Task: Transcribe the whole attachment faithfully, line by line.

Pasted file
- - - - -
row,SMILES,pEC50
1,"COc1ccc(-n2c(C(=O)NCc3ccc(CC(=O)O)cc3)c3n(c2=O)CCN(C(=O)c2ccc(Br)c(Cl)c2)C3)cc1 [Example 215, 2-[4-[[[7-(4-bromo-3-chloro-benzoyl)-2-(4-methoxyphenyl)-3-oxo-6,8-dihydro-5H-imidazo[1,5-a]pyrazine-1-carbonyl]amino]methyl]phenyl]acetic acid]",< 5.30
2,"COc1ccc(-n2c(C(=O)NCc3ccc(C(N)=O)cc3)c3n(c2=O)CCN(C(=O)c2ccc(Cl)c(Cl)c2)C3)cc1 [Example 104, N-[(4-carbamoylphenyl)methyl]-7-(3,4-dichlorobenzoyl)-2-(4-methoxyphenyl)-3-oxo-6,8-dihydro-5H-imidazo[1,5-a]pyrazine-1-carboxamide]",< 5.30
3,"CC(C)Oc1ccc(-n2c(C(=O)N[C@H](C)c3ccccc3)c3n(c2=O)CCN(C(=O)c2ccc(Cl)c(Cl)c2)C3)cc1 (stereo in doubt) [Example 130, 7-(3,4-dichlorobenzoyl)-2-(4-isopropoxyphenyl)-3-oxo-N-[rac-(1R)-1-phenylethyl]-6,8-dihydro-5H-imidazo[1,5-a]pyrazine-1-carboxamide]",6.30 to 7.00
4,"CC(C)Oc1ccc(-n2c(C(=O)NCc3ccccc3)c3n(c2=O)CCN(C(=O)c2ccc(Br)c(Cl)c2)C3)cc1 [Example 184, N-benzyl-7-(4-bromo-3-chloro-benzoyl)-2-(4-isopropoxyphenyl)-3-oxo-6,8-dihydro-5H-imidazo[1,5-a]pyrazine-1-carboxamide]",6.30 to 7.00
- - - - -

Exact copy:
row,SMILES,pEC50
1,"COc1ccc(-n2c(C(=O)NCc3ccc(CC(=O)O)cc3)c3n(c2=O)CCN(C(=O)c2ccc(Br)c(Cl)c2)C3)cc1 [Example 215, 2-[4-[[[7-(4-bromo-3-chloro-benzoyl)-2-(4-methoxyphenyl)-3-oxo-6,8-dihydro-5H-imidazo[1,5-a]pyrazine-1-carbonyl]amino]methyl]phenyl]acetic acid]",< 5.30
2,"COc1ccc(-n2c(C(=O)NCc3ccc(C(N)=O)cc3)c3n(c2=O)CCN(C(=O)c2ccc(Cl)c(Cl)c2)C3)cc1 [Example 104, N-[(4-carbamoylphenyl)methyl]-7-(3,4-dichlorobenzoyl)-2-(4-methoxyphenyl)-3-oxo-6,8-dihydro-5H-imidazo[1,5-a]pyrazine-1-carboxamide]",< 5.30
3,"CC(C)Oc1ccc(-n2c(C(=O)N[C@H](C)c3ccccc3)c3n(c2=O)CCN(C(=O)c2ccc(Cl)c(Cl)c2)C3)cc1 (stereo in doubt) [Example 130, 7-(3,4-dichlorobenzoyl)-2-(4-isopropoxyphenyl)-3-oxo-N-[rac-(1R)-1-phenylethyl]-6,8-dihydro-5H-imidazo[1,5-a]pyrazine-1-carboxamide]",6.30 to 7.00
4,"CC(C)Oc1ccc(-n2c(C(=O)NCc3ccccc3)c3n(c2=O)CCN(C(=O)c2ccc(Br)c(Cl)c2)C3)cc1 [Example 184, N-benzyl-7-(4-bromo-3-chloro-benzoyl)-2-(4-isopropoxyphenyl)-3-oxo-6,8-dihydro-5H-imidazo[1,5-a]pyrazine-1-carboxamide]",6.30 to 7.00